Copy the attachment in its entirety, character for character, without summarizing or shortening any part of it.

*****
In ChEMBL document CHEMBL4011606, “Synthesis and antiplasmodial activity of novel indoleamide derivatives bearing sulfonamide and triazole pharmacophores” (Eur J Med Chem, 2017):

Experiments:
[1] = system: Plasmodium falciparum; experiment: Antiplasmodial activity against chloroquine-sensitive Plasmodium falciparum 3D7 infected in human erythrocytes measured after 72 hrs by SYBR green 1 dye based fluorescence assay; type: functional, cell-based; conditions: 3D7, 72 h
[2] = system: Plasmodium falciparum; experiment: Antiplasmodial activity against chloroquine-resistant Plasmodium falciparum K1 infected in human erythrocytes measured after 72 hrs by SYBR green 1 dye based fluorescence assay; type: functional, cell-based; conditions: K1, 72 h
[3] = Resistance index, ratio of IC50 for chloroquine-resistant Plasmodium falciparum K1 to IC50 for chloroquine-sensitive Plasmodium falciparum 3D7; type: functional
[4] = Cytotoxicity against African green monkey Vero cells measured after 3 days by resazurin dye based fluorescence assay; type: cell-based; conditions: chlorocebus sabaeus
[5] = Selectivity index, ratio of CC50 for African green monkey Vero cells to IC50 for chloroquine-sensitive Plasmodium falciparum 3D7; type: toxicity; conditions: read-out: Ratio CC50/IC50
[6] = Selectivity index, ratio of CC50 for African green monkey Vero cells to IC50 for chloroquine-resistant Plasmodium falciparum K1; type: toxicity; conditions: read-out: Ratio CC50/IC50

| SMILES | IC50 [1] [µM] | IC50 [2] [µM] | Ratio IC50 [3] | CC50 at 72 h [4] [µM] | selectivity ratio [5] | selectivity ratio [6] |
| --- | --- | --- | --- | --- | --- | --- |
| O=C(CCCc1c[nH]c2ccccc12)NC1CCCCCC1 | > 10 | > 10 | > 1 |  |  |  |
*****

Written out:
In ChEMBL document CHEMBL4011606, “Synthesis and antiplasmodial activity of novel indoleamide derivatives bearing sulfonamide and triazole pharmacophores” (Eur J Med Chem, 2017):

Experiments:
[1] = system: Plasmodium falciparum; experiment: Antiplasmodial activity against chloroquine-sensitive Plasmodium falciparum 3D7 infected in human erythrocytes measured after 72 hrs by SYBR green 1 dye based fluorescence assay; type: functional, cell-based; conditions: 3D7, 72 h
[2] = system: Plasmodium falciparum; experiment: Antiplasmodial activity against chloroquine-resistant Plasmodium falciparum K1 infected in human erythrocytes measured after 72 hrs by SYBR green 1 dye based fluorescence assay; type: functional, cell-based; conditions: K1, 72 h
[3] = Resistance index, ratio of IC50 for chloroquine-resistant Plasmodium falciparum K1 to IC50 for chloroquine-sensitive Plasmodium falciparum 3D7; type: functional
[4] = Cytotoxicity against African green monkey Vero cells measured after 3 days by resazurin dye based fluorescence assay; type: cell-based; conditions: chlorocebus sabaeus
[5] = Selectivity index, ratio of CC50 for African green monkey Vero cells to IC50 for chloroquine-sensitive Plasmodium falciparum 3D7; type: toxicity; conditions: read-out: Ratio CC50/IC50
[6] = Selectivity index, ratio of CC50 for African green monkey Vero cells to IC50 for chloroquine-resistant Plasmodium falciparum K1; type: toxicity; conditions: read-out: Ratio CC50/IC50

| SMILES | IC50 [1] [µM] | IC50 [2] [µM] | Ratio IC50 [3] | CC50 at 72 h [4] [µM] | selectivity ratio [5] | selectivity ratio [6] |
| --- | --- | --- | --- | --- | --- | --- |
| O=C(CCCc1c[nH]c2ccccc12)NC1CCCCCC1 | > 10 | > 10 | > 1 |  |  |  |